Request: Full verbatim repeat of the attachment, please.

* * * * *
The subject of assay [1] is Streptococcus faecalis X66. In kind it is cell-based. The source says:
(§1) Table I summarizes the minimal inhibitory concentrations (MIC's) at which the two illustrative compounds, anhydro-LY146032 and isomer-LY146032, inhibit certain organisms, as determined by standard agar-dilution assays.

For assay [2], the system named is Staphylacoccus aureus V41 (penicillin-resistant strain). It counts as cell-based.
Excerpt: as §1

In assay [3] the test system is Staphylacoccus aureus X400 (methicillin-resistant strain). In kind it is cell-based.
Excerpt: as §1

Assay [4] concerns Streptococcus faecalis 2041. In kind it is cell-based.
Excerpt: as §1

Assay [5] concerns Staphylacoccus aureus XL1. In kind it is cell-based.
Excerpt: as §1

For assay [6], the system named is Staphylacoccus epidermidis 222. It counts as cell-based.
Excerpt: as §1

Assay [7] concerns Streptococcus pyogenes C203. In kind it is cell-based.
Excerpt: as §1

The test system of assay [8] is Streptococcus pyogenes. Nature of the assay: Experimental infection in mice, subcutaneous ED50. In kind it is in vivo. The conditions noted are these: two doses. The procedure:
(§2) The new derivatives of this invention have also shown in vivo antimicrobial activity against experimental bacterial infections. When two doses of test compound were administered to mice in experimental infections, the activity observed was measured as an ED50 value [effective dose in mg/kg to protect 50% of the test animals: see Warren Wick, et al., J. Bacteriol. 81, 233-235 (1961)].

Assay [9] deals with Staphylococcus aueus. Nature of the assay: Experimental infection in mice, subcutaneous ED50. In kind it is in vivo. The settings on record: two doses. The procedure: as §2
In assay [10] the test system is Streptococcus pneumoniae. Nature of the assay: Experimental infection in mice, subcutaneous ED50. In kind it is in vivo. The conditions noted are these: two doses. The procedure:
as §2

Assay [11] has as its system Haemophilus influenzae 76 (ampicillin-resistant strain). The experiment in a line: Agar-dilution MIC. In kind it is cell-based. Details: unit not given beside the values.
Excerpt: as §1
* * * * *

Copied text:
The subject of assay [1] is Streptococcus faecalis X66. In kind it is cell-based. The source says:
(§1) Table I summarizes the minimal inhibitory concentrations (MIC's) at which the two illustrative compounds, anhydro-LY146032 and isomer-LY146032, inhibit certain organisms, as determined by standard agar-dilution assays.

For assay [2], the system named is Staphylacoccus aureus V41 (penicillin-resistant strain). It counts as cell-based.
Excerpt: as §1

In assay [3] the test system is Staphylacoccus aureus X400 (methicillin-resistant strain). In kind it is cell-based.
Excerpt: as §1

Assay [4] concerns Streptococcus faecalis 2041. In kind it is cell-based.
Excerpt: as §1

Assay [5] concerns Staphylacoccus aureus XL1. In kind it is cell-based.
Excerpt: as §1

For assay [6], the system named is Staphylacoccus epidermidis 222. It counts as cell-based.
Excerpt: as §1

Assay [7] concerns Streptococcus pyogenes C203. In kind it is cell-based.
Excerpt: as §1

The test system of assay [8] is Streptococcus pyogenes. Nature of the assay: Experimental infection in mice, subcutaneous ED50. In kind it is in vivo. The conditions noted are these: two doses. The procedure:
(§2) The new derivatives of this invention have also shown in vivo antimicrobial activity against experimental bacterial infections. When two doses of test compound were administered to mice in experimental infections, the activity observed was measured as an ED50 value [effective dose in mg/kg to protect 50% of the test animals: see Warren Wick, et al., J. Bacteriol. 81, 233-235 (1961)].

Assay [9] deals with Staphylococcus aueus. Nature of the assay: Experimental infection in mice, subcutaneous ED50. In kind it is in vivo. The settings on record: two doses. The procedure: as §2
In assay [10] the test system is Streptococcus pneumoniae. Nature of the assay: Experimental infection in mice, subcutaneous ED50. In kind it is in vivo. The conditions noted are these: two doses. The procedure:
as §2

Assay [11] has as its system Haemophilus influenzae 76 (ampicillin-resistant strain). The experiment in a line: Agar-dilution MIC. In kind it is cell-based. Details: unit not given beside the values.
Excerpt: as §1